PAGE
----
But I am optimistic every year when the JBs first arrive. Their numbers always start out small and then build up to infestation. But one can always hope there won't be much more than there are now.

Did I mention I have a rose garden?

    Bookmark   July 12, 2006 at 6:56AM
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maineman(z5a ME)

As an update, so far relatively few JBs have showed up here. I hand-picked the ones without white dots. About a third of them had white dots and were spared. Maybe that practice in previous years is "paying off."


    Bookmark   July 21, 2006 at 1:09AM
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veilchen(5b southern Maine)

A few more every day, but not terrible. I'm killing every one I see, except those w/ a white dot. Also about 1/3.

    Bookmark   July 21, 2006 at 7:48AM
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I'm getting about 8 per day now.None with spots(thanksM.M)I use an empty marg. tub to collect them,very easy no handling at all .Just put tub under the rose buds and tap the branch with the cover.Hey presto I have them.Josie

    Bookmark   July 21, 2006 at 11:34AM
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daylilylady(z5 ME)

Josie, that's how I caught the JB's that finished off my 'Mallo' and were heading for my 'Rudbeckia'...just twist off the cover of a wide-mouthed jar and tap them right in. I do it so fast, they never have a chance to fly away.

    Bookmark   July 28, 2006 at 10:38PM
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Way to go!Day lilylady.I was worried that they would attack my wonderful new roses"Henry Nevard and Fredric Mistral"(from W.G.).These are gorgeous,fragrant,vigorous roses.NOT for the J.B's dinner.Regards Josie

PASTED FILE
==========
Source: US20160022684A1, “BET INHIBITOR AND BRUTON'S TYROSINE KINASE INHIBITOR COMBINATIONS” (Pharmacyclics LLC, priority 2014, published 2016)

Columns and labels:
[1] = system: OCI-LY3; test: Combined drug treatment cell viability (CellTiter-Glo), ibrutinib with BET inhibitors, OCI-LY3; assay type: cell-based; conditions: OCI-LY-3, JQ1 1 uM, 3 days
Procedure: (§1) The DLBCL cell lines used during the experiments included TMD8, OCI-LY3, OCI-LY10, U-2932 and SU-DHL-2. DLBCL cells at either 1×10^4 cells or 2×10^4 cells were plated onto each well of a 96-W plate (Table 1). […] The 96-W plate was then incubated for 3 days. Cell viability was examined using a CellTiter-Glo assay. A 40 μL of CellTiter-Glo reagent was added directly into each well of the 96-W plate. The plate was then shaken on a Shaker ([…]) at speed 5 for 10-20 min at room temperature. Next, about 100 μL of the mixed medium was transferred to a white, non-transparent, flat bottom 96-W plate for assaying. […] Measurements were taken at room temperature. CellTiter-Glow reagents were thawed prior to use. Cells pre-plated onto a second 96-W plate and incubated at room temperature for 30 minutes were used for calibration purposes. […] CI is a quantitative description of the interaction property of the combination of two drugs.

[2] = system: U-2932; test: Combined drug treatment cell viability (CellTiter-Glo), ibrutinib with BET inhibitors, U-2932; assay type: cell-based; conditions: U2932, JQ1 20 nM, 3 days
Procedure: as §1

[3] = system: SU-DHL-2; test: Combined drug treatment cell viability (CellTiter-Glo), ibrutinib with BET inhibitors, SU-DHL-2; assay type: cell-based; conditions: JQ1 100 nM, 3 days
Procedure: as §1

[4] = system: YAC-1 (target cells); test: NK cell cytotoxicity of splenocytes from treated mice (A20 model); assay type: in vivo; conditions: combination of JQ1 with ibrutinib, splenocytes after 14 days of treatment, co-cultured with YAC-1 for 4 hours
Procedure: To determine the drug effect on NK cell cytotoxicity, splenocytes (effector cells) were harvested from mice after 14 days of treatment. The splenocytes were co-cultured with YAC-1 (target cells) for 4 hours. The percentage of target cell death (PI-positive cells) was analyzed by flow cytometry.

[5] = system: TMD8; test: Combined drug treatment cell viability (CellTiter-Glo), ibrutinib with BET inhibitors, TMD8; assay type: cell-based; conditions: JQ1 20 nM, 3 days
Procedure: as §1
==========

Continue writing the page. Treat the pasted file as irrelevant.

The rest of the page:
Bookmark   July 29, 2006 at 12:57PM
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daylilylady(z5 ME)

Well, unfortunately, the JB became more vigorous and plentiful since I posted last. They ate through my Mallow, Butterfly bush and Monarda...I just couldn't keep up with them. Regretfully,I did resort to spraying the lawn, won't help this year but hopefully will decrease their numbers next year.

    Bookmark   August 14, 2006 at 8:02AM
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maineman(z5a ME)


I'm sorry to hear that the JBs became such a problem for you. I find only about 6 a day here, but unfortunately none with parasite eggs for the last week or two.

Just out of curiosity, what did you spray your lawn with? Some people use a Milky Spore biological spray for grub worms, which should include Japanese Beetle grubs.


    Bookmark   August 14, 2006 at 9:53AM
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I had loads of them,too much for the marg tub method so I used the bag a bug thing.Well that worked till I had approx 200 bagged and then they hit the roses again.I guess they knew dead buddies were in the bag.Its now replaced with a new one,and I am back to the tub method.I must get some of that Milky spore stuff.Regards Josie

    Bookmark   August 14, 2006 at 6:20PM
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kennebunker(5, s. ME)

I quit using those bags a few years ago. They have to be placed correctly regarding the prevailing winds, otherwise they may even attract beetles to the garden.
Where I live the wind goes tends to switch around a lot.
My DH started using Scott's seasonal plan for his beloved lawn a few years ago because of grub damage. We've been getting less and less flower damage now too.
I have to tell my neighbor about grubs and Scotts. I happened to look out at her lawn last week...lots of grub damage. Those JPs will be all over my flowers again coming from her yard.

    Bookmark   August 15, 2006 at 8:25AM